If you want to keep it for the revenue generator it is, then it will need to be improved. Otherwise public pressure will eventually force privatization to occur.

michael molovinsky said...

simmons and proponents of privatization claim that the state profits about $550 million from liquor annually, and they want to sell the system for $1.3 billion. most business owners want a 10X factor to justify a sale. they also estimate that the state will still realize about as much annually through various assorted license fees. now this is the same group which overestimated this year's revenue by over $1billion. their plan reminds me of jack in the beanstalk.

Unknown said...

You got this one just right Mike. You sell the milk, not the cow.

Anonymous said...

Folks,

The state can maintain current revenues or even improve on them through privatization. Sorry to break this to you.One need not be a wine snob to be frustrated with the limited/parochial selection of wines and other beverages at the stores. While I am at it, we can't PA residents purchase even basic wines at the supermarket when they purchase their other groceries?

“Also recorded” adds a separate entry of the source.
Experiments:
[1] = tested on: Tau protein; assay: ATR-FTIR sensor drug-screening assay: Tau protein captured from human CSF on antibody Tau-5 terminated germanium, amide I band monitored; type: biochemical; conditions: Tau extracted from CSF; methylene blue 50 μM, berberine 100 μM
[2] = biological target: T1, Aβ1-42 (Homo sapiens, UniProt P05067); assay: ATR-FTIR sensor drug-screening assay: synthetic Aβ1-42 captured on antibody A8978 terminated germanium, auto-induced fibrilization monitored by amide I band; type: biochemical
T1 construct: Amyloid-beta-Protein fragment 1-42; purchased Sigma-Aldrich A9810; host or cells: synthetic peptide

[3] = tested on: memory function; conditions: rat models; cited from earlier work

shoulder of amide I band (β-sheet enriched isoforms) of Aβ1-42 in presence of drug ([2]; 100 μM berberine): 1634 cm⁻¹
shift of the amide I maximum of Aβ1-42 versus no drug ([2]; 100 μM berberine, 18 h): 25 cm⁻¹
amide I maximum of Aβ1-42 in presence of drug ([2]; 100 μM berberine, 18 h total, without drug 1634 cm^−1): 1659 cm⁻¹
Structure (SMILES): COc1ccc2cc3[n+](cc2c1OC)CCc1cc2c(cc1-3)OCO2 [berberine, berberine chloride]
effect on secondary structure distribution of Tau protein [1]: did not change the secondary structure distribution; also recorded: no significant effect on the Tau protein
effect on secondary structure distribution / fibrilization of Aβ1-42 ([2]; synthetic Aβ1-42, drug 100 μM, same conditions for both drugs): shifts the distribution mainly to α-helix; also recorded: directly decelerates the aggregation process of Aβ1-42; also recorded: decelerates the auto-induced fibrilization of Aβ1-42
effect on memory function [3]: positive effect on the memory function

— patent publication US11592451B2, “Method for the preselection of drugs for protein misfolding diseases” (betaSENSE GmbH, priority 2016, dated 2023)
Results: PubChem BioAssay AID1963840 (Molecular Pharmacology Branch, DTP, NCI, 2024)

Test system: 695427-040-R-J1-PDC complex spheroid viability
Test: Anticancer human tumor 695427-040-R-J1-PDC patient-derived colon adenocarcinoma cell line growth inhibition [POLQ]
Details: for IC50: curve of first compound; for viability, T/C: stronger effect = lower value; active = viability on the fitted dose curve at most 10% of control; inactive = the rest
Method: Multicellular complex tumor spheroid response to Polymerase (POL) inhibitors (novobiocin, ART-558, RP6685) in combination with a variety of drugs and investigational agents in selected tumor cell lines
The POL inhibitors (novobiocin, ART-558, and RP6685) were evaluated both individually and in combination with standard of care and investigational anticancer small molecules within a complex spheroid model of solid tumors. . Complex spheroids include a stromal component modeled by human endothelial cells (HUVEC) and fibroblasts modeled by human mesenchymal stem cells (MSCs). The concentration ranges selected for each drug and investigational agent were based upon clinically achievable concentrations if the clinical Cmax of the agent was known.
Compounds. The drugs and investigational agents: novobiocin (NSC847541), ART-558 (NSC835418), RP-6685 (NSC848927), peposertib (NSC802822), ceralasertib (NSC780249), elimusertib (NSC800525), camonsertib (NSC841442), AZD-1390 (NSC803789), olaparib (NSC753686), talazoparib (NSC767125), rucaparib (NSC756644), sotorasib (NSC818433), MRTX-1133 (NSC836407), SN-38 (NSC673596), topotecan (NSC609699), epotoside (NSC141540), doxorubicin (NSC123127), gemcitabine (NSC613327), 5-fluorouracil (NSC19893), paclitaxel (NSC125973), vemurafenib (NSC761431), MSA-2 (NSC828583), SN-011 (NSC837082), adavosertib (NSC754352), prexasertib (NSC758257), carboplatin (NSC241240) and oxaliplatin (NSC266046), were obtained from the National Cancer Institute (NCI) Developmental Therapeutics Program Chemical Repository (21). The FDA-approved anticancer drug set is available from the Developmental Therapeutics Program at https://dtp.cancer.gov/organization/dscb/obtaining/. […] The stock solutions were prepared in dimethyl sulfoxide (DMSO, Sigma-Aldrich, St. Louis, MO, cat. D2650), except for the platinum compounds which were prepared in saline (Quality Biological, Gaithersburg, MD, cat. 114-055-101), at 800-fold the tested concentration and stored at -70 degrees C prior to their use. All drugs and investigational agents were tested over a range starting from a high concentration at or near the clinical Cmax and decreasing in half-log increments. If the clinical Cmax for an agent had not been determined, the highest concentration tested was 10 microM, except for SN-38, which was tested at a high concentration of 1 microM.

Those defending the current system will find that position very unpopular with the vast majority of the buying public.

Scott Armstrong

Guy Williams said...

The privatizing of liquor stores sounds too familiar to the water deal in allentown. Short term big buck long term disaster.All or just urban stores need better merchandising if that is where the improvement suggests.

michael molovinsky said...

scott@4:43, i don't factor popularity in my positions. i offer myself as a pragmatic person, who evaluates each situation based on current reality, not utopia. we have an operating, profitable state system. if the selection doesn't satisfy you at 19th and allen, drive to a larger store, such as crest plaza.

Anonymous said...

Mike,

That's the problem with state run enterprises, don't like it too bad, go somewhere else. The private market can't afford to work that way and that benefits the consumer. That's real pragmatism.

Scott Armstrong

Bill Coker said...

Mr. Molovinsky,